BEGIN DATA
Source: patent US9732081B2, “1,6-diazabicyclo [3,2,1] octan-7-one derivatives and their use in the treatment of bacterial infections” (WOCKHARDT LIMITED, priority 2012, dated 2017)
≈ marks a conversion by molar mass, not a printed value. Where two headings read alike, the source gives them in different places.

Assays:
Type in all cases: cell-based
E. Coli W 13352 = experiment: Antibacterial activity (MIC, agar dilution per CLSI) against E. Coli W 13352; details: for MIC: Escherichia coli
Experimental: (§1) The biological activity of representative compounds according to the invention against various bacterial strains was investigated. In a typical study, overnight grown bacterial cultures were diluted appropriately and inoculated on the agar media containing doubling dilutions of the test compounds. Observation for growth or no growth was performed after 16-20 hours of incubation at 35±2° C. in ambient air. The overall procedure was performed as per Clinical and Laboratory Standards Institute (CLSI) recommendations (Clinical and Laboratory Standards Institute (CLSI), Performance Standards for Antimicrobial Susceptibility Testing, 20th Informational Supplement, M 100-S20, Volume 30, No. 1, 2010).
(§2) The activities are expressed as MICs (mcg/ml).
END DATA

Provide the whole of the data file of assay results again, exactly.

Source: patent US9732081B2, “1,6-diazabicyclo [3,2,1] octan-7-one derivatives and their use in the treatment of bacterial infections” (WOCKHARDT LIMITED, priority 2012, dated 2017)
≈ marks a conversion by molar mass, not a printed value. Where two headings read alike, the source gives them in different places.

Assays:
Type in all cases: cell-based
E. Coli W 13352 = experiment: Antibacterial activity (MIC, agar dilution per CLSI) against E. Coli W 13352; details: for MIC: Escherichia coli
Experimental: (§1) The biological activity of representative compounds according to the invention against various bacterial strains was investigated. In a typical study, overnight grown bacterial cultures were diluted appropriately and inoculated on the agar media containing doubling dilutions of the test compounds. Observation for growth or no growth was performed after 16-20 hours of incubation at 35±2° C. in ambient air. The overall procedure was performed as per Clinical and Laboratory Standards Institute (CLSI) recommendations (Clinical and Laboratory Standards Institute (CLSI), Performance Standards for Antimicrobial Susceptibility Testing, 20th Informational Supplement, M 100-S20, Volume 30, No. 1, 2010).
(§2) The activities are expressed as MICs (mcg/ml).